Drive through the neighborhood and stop to speak with neighbors. Neighbors can provide valuable information that sellers might not be willing to share with you.

What is the Neighborhood Like?

While you can always change or fix up a house, but the neighborhood will always be there. 

It is important to like the environment you will be living in for the next 10, 20, or 30 years. You can ask your Realtor for key information such as crime statistics, school ratings, and traffic patterns.

The internet is a great tool to research nearby schools, homeowner association rules, parks, and other amenities. Don’t forget about the time it takes to commute to work. This could be a big deal-breaker.

Is There Anything Wrong With the House?

Sellers must provide a disclosure form detailing any defects they know. However, what they don’t disclose or don’t tell you can cause major problems later. 

It is crucial to have a professional home inspector inspect your home as soon as you sign a purchase agreement.

An inspection report summarizes the property’s condition and can be used to negotiate any future concessions such as repairs or seller-paid credits before you close the deal. If the home is in unacceptable condition and you have included a home inspection clause, you can cancel the deal without penalty. In most cases, your earnest deposit will be returned.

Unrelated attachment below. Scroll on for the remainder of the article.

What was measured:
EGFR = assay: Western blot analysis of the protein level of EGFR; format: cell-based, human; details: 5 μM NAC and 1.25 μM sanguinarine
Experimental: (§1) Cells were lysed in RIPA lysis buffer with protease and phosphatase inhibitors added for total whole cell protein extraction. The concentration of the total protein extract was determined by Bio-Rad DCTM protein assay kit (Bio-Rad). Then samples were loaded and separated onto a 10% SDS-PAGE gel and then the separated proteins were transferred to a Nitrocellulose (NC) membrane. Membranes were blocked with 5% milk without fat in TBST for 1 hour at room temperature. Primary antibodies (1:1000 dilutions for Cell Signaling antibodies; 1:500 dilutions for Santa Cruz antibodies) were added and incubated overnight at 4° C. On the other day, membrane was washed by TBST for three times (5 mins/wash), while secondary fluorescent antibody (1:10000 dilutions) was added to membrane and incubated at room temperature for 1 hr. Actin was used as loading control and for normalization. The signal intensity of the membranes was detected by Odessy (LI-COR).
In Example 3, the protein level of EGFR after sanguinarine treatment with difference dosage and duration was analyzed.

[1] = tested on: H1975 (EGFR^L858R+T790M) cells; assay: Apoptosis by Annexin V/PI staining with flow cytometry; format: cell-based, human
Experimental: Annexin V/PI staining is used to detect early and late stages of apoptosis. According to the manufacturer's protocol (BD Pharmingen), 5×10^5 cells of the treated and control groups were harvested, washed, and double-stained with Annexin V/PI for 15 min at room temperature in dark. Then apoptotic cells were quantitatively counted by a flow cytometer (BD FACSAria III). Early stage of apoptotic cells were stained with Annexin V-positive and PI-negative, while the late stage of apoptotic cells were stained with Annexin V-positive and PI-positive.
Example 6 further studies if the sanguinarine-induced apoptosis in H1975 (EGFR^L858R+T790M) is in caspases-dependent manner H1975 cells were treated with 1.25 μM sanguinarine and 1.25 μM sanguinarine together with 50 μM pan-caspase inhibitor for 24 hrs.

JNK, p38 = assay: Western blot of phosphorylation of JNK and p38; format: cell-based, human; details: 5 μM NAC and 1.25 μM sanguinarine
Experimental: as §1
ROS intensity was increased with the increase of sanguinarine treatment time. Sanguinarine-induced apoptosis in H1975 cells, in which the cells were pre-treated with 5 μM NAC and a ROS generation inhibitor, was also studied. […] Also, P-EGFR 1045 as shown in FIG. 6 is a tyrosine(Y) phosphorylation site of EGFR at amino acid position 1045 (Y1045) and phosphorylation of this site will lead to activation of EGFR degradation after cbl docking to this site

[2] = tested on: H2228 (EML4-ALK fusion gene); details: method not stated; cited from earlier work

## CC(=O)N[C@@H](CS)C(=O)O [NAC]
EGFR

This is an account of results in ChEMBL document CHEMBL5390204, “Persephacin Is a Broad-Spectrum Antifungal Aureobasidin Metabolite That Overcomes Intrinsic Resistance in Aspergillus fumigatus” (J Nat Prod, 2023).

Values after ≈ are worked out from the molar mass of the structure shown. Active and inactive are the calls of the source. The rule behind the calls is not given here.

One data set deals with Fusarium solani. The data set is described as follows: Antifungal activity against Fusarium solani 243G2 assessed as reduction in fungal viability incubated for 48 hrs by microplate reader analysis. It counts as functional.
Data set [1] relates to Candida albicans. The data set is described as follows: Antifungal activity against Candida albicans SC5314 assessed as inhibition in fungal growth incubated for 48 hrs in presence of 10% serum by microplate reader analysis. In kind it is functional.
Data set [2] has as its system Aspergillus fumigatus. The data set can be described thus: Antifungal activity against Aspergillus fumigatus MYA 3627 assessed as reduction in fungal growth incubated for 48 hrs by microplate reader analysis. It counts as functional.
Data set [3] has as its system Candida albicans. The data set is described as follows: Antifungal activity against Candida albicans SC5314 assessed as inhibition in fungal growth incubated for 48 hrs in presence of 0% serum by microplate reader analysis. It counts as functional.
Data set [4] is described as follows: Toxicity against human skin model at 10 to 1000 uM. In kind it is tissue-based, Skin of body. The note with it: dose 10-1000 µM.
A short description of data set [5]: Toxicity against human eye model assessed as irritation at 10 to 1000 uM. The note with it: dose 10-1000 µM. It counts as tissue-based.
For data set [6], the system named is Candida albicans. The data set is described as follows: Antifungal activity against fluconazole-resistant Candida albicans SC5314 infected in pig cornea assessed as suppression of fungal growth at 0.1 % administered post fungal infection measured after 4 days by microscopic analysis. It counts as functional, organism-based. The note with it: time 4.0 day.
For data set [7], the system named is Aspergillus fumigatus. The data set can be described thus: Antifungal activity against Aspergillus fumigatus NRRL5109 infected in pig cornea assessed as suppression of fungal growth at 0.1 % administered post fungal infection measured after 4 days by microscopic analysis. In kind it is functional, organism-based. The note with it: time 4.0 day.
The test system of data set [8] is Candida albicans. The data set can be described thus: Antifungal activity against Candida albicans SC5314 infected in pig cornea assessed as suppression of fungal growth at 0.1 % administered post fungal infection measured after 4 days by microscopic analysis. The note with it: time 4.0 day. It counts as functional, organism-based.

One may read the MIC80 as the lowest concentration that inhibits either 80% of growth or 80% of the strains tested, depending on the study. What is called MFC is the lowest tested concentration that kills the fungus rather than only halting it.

How Much are Closing Costs?

The down payment isn’t the only thing you will be paying on closing day. You will also have to pay closing costs. 

These typically include third-party fees for title research and processing paperwork, as well as loan origination fees. Closing costs can range from 2 to 5 percent of the purchase price, but depending on your area, that can vary depending on where you live.

A lender must provide you with a closing disclosure three business days prior to closing. This will detail all fees associated with your loan and the amount of cash required for closing.

Once both parties have signed the closing documents and the escrow company sends it to the lender, the lender will fund the loan. 

Now, you are a homeowner.

If you are looking to become a homeowner in Northern Kentucky, Call the real estate agent Kentucky homebuyers trust, Amy Alwell!